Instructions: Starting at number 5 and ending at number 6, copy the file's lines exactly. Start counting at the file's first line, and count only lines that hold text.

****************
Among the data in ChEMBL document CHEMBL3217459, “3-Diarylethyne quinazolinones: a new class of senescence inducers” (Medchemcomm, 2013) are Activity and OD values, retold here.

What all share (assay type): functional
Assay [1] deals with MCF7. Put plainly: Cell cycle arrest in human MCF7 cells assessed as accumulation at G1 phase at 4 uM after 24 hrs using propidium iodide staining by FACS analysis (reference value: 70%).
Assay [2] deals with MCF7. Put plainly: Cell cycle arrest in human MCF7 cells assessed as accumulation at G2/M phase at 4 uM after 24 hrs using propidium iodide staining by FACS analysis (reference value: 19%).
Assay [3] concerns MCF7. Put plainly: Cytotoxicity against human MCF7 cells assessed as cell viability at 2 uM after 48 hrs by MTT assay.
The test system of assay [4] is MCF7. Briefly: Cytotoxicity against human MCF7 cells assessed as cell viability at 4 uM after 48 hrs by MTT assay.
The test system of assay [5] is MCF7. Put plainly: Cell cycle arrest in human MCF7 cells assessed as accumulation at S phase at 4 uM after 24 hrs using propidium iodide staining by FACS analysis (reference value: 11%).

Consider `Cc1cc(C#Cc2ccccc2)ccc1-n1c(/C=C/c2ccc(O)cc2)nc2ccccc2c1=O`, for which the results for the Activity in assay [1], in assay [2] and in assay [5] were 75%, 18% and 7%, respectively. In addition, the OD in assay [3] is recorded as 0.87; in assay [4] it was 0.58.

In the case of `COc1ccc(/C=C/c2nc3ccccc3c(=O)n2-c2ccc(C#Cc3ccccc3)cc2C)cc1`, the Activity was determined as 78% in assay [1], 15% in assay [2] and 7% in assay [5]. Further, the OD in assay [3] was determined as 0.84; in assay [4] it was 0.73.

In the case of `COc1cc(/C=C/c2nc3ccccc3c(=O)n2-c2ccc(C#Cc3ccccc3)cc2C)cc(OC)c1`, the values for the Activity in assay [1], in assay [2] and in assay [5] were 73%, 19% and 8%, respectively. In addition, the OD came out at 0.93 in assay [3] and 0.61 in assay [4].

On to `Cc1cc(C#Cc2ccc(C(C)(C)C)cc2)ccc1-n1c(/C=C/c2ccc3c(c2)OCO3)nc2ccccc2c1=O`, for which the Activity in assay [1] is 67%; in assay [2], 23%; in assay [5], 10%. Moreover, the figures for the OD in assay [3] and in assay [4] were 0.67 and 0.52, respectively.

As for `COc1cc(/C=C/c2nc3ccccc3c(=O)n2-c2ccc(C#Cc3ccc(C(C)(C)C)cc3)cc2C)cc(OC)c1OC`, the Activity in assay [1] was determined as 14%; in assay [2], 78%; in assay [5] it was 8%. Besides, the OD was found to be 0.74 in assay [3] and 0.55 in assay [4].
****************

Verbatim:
Assay [3] concerns MCF7. Put plainly: Cytotoxicity against human MCF7 cells assessed as cell viability at 2 uM after 48 hrs by MTT assay.
The test system of assay [4] is MCF7. Briefly: Cytotoxicity against human MCF7 cells assessed as cell viability at 4 uM after 48 hrs by MTT assay.